The follow up from The Seventh Plague in the opening scene with Sigma characters is great, and really drives home the very humanity that makes this series so truly compelling. But then the action picks up dramatically, and because of the nature of the threat… never really dies down. Once again the team is split with various people going various places, so people who don’t like following multiple trains on a given story may not like that bit – though at least here, we basically follow the two halves of the Sigma team + the bad guys (a bit). One interesting feature here is that Rollins actually bakes the life span of the featured creature into the narrative here, having one chapter devoted to each stage of its development – from that stage’s perspective. And yes, there are some utterly horrific scenes here as well, as virtually anything based on Unit 731 must include.

The Paris Agent by Kelly Rimmer
From my review on Hardcover.app:

But the piece overall is truly stunning in both its breadth and its attention to minutia level details, all while weaving together a story that while the reader *knows* it is fiction… almost seems all *too* real. Particularly in certain sequences… it gets quite uncomfortable. (Though, to be clear and to alleviate some concerns, never in a sexual way. More along the lines of V for Vendetta’s more uncomfortable sequences… and then these get even worse.)

The Girls On Chalk Hill by Alison Belsham
From my review on Hardcover.app:

This book is exactly what I note in the title – a solid introduction to a new British police procedural series, one with a couple of interesting hooks that will be interesting to see exactly how they play out throughout the series. The first being that our lead Investigator is a triplet with a haunted past (which we learn about through this book), the other being that while she is a British national, she has spent several years prior to the events of this tale being trained by the United States’ Federal Bureau of Investigation and working with them. Neither are exactly typical elements of any of the fairly numerous series I’ve read within this exact space, and both contribute to helping this particular series stand out a bit from the pack.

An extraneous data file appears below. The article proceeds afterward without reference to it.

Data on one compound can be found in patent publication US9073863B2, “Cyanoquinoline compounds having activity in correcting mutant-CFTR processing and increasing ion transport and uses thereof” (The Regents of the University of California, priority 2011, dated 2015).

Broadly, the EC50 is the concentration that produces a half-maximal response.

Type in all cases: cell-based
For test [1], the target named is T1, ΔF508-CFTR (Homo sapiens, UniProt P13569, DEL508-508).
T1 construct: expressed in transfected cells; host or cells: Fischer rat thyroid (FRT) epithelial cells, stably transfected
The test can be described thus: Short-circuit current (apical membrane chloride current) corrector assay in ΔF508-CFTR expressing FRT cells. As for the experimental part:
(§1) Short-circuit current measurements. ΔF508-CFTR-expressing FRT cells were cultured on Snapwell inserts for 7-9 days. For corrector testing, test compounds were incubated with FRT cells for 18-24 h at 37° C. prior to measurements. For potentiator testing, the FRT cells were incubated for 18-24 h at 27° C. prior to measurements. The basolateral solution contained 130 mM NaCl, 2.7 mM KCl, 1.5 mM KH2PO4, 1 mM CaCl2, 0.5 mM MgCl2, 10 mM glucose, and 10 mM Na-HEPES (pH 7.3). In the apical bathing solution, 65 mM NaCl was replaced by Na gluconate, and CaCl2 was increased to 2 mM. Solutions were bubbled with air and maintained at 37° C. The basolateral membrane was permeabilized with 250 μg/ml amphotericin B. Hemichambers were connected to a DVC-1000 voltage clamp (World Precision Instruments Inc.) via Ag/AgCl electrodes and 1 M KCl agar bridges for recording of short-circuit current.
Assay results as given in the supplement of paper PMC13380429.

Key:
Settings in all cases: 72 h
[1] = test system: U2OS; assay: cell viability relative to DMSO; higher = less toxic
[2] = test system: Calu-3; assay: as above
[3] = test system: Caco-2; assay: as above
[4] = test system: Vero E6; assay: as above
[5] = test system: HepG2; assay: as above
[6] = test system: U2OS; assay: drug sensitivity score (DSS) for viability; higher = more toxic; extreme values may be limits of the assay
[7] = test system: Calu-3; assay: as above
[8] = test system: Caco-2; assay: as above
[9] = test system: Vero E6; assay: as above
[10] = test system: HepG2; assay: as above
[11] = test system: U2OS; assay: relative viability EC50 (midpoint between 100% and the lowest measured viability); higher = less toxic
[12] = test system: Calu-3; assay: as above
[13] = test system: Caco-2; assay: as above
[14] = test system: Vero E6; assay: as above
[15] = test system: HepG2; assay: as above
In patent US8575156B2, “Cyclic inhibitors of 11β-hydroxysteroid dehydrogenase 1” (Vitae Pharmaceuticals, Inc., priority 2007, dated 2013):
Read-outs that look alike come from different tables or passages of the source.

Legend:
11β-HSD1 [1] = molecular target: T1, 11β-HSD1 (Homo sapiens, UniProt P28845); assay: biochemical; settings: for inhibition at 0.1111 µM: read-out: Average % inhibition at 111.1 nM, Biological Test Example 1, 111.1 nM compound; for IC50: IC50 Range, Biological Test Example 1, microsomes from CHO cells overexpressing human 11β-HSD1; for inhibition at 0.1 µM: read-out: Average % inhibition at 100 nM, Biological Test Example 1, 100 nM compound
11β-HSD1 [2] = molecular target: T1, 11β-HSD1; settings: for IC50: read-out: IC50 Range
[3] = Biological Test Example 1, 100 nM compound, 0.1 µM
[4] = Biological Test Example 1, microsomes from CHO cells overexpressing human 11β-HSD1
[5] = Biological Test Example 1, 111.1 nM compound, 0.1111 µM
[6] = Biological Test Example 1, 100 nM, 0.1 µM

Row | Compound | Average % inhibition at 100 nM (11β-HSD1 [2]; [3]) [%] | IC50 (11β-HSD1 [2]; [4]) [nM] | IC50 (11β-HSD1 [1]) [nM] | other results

Women Of The Post by Joshunda Sanders
From my review on Hardcover.app:

This is a story probably unlike most any other you’ve encountered in historical fiction of WWII. Even if you’ve read about mail carrriers (there are a few such books out that I’m aware of, and likely more that I’m not), you likely haven’t read about *these* mail clerks. Even if you’ve read about African American servicemembers during the war, you likely haven’t read about *these* African American servicemembers during the war. Even if you’ve read about LGBT people during the war… you get the idea.